USC has come out to a 2-0 start. But the Trojans have yet to face adversity on the road. Here are three BYU players whose performances may swing the game.
Senior running back Ty’Son Williams has taken his time before stepping out in the big time. Though his previous rushing high in a season was 471 in 2017, Williams has been chewing up opposing defenses in 2019. Only through two games, he is at a third of his career watermark, having rushed for 137 yards in his first two games against Utah and Tennessee.
Williams has gained 5.7 yards per rush and three touchdowns. But it’s questionable if he will be able to do serious damage against USC’s defensive front. USC bottle up Stanford runningback Cameron Scarlett to 82 yards on 4.8 yards per carry. These numbers are alright, but Stanford’s offensive line, even sans Walker Little, is much more talented than BYU’s. And to my eye, Scarlett is a better college runningback than Williams.
What’s curious is that Scarlett was able to slash the Trojan defense in the first quarter, leading to USC’s 17-3 deficit early. If Williams can lead the BYU rushing attack to similar ends against USC, the Cougars will be satisfied with the opportunity to play ahead and rely on the defense.
In addition to his impressive production against talented teams in Utah and Tennessee, Williams will be expected to carry a heavy workload against USC. BYU quarterback Zach Wilson has only completed 220 yards per game and he looked overwhelmed against Utah. Yes, his poor performance occurred in inclimate weather and he did bounce back with a solid turnover free outing against Tennessee. But USC’s defensive backs are stout across the board.
When an aerial attack fails, BYU will rely on Williams to be what Scarlett was for Stanford in the first quarter.
BYU RB Ty'Son Williams damn near juked #13 off the field pic.twitter.com/6oGKZTUQRw— #BOOMIN (@ftbeard_17) August 30, 2019
It will be up to the Trojans to play like they did in quarters two through four.
There is a theme developing here, and it is that this Utah team is lead by upperclassmen with experience. Zayne Anderson is a linebacker safety hybrid in the mold of ex Wolverine Jabrill Peppers. Last season, he played linebacker to fill the team’s needs. Before that, his natural position was at safety. But its easy to see why Anderson fit as a linebacker as well. At 6’ 2” and 222 pounds, Anderson is about the same size as USC’s middle linebacker, John Houston.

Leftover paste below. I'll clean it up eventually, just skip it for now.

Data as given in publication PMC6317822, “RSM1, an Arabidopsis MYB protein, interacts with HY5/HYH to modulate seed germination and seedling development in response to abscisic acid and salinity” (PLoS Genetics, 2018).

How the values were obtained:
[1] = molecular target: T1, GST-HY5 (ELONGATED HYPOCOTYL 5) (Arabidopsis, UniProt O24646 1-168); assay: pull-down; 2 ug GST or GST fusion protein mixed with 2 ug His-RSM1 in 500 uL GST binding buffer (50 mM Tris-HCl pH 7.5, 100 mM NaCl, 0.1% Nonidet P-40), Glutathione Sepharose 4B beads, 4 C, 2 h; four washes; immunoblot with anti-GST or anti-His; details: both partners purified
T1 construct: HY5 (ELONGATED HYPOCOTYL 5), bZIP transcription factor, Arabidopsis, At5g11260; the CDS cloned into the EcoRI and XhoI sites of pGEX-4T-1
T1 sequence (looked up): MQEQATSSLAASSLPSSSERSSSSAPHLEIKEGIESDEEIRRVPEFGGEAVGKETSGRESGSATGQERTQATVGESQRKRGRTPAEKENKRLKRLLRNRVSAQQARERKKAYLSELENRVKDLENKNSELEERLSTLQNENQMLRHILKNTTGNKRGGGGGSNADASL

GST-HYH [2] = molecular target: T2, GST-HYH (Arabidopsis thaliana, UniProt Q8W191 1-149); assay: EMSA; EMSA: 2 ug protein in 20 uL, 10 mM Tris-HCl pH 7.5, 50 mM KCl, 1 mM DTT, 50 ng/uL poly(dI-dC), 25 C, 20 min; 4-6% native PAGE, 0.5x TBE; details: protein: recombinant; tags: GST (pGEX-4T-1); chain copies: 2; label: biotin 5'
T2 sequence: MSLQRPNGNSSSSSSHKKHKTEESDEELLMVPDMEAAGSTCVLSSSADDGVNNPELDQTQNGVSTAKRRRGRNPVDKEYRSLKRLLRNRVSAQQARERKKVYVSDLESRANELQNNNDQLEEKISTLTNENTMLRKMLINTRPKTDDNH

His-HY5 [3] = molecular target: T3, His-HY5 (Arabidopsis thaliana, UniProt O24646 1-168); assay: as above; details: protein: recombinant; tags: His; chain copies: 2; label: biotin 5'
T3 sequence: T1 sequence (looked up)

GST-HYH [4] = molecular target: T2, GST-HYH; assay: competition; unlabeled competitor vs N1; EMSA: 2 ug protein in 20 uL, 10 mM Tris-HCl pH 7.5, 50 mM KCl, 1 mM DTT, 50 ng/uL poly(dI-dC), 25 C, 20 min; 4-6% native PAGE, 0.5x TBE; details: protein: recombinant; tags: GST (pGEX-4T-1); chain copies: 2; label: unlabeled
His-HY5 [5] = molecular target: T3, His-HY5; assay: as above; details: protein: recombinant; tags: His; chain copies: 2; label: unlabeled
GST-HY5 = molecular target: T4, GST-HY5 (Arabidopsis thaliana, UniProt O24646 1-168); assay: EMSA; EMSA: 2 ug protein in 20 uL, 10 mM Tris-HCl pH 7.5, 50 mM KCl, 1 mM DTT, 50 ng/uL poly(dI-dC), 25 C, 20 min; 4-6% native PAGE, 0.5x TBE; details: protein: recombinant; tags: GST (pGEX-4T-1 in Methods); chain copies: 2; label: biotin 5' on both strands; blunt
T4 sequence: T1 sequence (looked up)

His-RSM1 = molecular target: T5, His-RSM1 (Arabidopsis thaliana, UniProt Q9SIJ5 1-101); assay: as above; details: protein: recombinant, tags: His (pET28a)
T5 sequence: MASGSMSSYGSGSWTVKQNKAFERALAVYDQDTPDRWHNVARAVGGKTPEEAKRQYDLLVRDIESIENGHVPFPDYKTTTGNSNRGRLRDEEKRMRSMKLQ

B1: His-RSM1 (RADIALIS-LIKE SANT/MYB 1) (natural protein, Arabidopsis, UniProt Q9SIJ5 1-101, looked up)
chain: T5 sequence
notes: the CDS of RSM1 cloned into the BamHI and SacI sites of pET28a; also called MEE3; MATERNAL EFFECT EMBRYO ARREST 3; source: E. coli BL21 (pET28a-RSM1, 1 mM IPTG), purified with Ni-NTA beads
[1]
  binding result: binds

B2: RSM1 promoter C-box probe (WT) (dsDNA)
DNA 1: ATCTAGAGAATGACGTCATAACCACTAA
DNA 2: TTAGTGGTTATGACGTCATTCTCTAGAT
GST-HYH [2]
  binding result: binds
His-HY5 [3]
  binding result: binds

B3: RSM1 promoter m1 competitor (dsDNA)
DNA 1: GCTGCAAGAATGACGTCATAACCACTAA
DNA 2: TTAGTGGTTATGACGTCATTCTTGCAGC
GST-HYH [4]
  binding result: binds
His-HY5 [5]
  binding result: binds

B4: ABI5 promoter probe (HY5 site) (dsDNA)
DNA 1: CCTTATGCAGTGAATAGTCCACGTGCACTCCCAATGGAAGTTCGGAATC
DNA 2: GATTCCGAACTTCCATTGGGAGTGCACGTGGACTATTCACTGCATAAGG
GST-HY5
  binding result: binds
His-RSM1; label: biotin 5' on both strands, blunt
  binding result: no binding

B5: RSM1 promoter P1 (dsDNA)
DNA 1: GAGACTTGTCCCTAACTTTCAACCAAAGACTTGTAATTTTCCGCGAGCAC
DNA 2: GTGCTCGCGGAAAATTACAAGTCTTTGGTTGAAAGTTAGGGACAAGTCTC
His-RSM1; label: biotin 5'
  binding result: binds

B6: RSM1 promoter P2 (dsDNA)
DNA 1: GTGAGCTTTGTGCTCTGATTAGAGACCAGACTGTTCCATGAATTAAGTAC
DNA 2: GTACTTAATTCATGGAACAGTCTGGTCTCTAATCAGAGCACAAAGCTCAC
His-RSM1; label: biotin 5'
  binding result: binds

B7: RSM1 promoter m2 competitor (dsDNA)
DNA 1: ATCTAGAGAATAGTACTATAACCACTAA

BYU will employ Anderson’s versatility and have him play everywhere on the defense. BYU does not have another player who can blitz, cover, and run stop at his level. During his last full season, Anderson caused two interceptions and three forced fumbles. And this will be USC’s first time seeing a player of that ilk. Slovis will have to recognize Anderson’s assignment, which will be difficult because of his versatility.
Slovis will have the unenviable task of playing mind games with Anderson. The true freshman will have to diagnose the senior in coverage, and keep the USC offense humming and turnover free. Don’t be surprised if the turnover battle is decided by the mind games of number nine against number twenty-three.
Another reason to monitor Anderson is that Graham Harrell’s air raid offense has yet to face a do-it-all player on this level. Part of USC’s rushing success so far this season has been predicated on the offense’s ability to spread teams out. But how will Harrell react to a player equally capable of run support and pass defense? It will be fascinating to see whether USC deals with Anderson schematically or through mano a mano recognition. It will almost certainly be a combination of both.
But the results will be telling. Both about breakout star Kedon Slovis and OC Graham Harrell.
Chaz Ah You
And this rounds out who BYU is as a team: a group of gritty defenders who will rely on the run. I have already iterated my feelings about QB Zach Wilson. If Wilson cannot be effective through the air, BYU’s game plan will rely of a slashing rushing offense and a stifling defense. Any chance of limiting the Trojans in the box will come down to linebacker Chaz Ah You.
So far, Ah You is the only BYU player with a sack. And one of the reasons that Kedon Slovis was able to so thoroughly pick Stanford apart was his protection and time in the pocket. BYU’s best hope of disrupting that is Ah You. And Ah You is also one of BYU’s best run stoppers as well. In fact, this BYU linebacking unit may be the toughest that USC has faced yet.